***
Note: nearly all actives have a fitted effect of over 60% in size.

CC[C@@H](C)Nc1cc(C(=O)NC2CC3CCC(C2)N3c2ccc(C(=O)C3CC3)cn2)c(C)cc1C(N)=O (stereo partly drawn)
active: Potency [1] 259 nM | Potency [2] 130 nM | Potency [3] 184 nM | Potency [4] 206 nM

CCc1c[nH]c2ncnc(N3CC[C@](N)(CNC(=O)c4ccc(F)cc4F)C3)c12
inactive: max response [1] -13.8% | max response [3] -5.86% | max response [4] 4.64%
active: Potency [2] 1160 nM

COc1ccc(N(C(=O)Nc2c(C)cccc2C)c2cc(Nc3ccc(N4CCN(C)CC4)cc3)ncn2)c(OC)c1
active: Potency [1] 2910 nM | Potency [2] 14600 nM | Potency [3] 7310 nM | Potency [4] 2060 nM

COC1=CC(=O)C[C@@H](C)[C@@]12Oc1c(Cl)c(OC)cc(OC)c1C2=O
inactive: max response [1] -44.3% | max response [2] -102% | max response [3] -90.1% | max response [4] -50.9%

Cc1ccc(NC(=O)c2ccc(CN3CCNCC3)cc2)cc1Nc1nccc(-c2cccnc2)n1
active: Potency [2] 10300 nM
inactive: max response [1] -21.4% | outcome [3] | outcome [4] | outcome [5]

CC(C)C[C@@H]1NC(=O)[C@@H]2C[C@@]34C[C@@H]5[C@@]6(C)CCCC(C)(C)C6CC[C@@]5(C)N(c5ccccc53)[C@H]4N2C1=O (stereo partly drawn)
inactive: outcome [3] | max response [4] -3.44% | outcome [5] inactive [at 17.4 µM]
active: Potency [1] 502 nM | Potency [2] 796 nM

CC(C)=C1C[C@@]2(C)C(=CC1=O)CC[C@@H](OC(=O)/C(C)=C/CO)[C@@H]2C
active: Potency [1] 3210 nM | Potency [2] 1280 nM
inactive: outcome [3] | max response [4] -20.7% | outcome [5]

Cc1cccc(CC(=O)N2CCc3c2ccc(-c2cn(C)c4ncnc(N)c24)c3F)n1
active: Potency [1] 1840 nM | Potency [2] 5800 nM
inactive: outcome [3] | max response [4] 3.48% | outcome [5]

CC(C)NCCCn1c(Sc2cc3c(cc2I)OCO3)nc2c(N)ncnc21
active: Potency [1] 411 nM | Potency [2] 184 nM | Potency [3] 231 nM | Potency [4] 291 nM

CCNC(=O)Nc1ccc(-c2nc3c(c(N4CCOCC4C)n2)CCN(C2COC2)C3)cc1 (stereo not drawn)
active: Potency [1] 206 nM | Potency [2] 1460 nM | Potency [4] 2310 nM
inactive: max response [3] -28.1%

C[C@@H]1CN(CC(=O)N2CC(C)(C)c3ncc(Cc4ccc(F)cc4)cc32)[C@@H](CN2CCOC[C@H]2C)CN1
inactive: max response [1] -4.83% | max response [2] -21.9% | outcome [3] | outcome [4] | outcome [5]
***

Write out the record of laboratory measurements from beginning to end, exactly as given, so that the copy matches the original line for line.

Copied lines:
Note: nearly all actives have a fitted effect of over 60% in size.

CC[C@@H](C)Nc1cc(C(=O)NC2CC3CCC(C2)N3c2ccc(C(=O)C3CC3)cn2)c(C)cc1C(N)=O (stereo partly drawn)
active: Potency [1] 259 nM | Potency [2] 130 nM | Potency [3] 184 nM | Potency [4] 206 nM

CCc1c[nH]c2ncnc(N3CC[C@](N)(CNC(=O)c4ccc(F)cc4F)C3)c12
inactive: max response [1] -13.8% | max response [3] -5.86% | max response [4] 4.64%
active: Potency [2] 1160 nM

COc1ccc(N(C(=O)Nc2c(C)cccc2C)c2cc(Nc3ccc(N4CCN(C)CC4)cc3)ncn2)c(OC)c1
active: Potency [1] 2910 nM | Potency [2] 14600 nM | Potency [3] 7310 nM | Potency [4] 2060 nM

COC1=CC(=O)C[C@@H](C)[C@@]12Oc1c(Cl)c(OC)cc(OC)c1C2=O
inactive: max response [1] -44.3% | max response [2] -102% | max response [3] -90.1% | max response [4] -50.9%

Cc1ccc(NC(=O)c2ccc(CN3CCNCC3)cc2)cc1Nc1nccc(-c2cccnc2)n1
active: Potency [2] 10300 nM
inactive: max response [1] -21.4% | outcome [3] | outcome [4] | outcome [5]

CC(C)C[C@@H]1NC(=O)[C@@H]2C[C@@]34C[C@@H]5[C@@]6(C)CCCC(C)(C)C6CC[C@@]5(C)N(c5ccccc53)[C@H]4N2C1=O (stereo partly drawn)
inactive: outcome [3] | max response [4] -3.44% | outcome [5] inactive [at 17.4 µM]
active: Potency [1] 502 nM | Potency [2] 796 nM

CC(C)=C1C[C@@]2(C)C(=CC1=O)CC[C@@H](OC(=O)/C(C)=C/CO)[C@@H]2C
active: Potency [1] 3210 nM | Potency [2] 1280 nM
inactive: outcome [3] | max response [4] -20.7% | outcome [5]

Cc1cccc(CC(=O)N2CCc3c2ccc(-c2cn(C)c4ncnc(N)c24)c3F)n1
active: Potency [1] 1840 nM | Potency [2] 5800 nM
inactive: outcome [3] | max response [4] 3.48% | outcome [5]

CC(C)NCCCn1c(Sc2cc3c(cc2I)OCO3)nc2c(N)ncnc21
active: Potency [1] 411 nM | Potency [2] 184 nM | Potency [3] 231 nM | Potency [4] 291 nM

CCNC(=O)Nc1ccc(-c2nc3c(c(N4CCOCC4C)n2)CCN(C2COC2)C3)cc1 (stereo not drawn)
active: Potency [1] 206 nM | Potency [2] 1460 nM | Potency [4] 2310 nM
inactive: max response [3] -28.1%

C[C@@H]1CN(CC(=O)N2CC(C)(C)c3ncc(Cc4ccc(F)cc4)cc32)[C@@H](CN2CCOC[C@H]2C)CN1
inactive: max response [1] -4.83% | max response [2] -21.9% | outcome [3] | outcome [4] | outcome [5]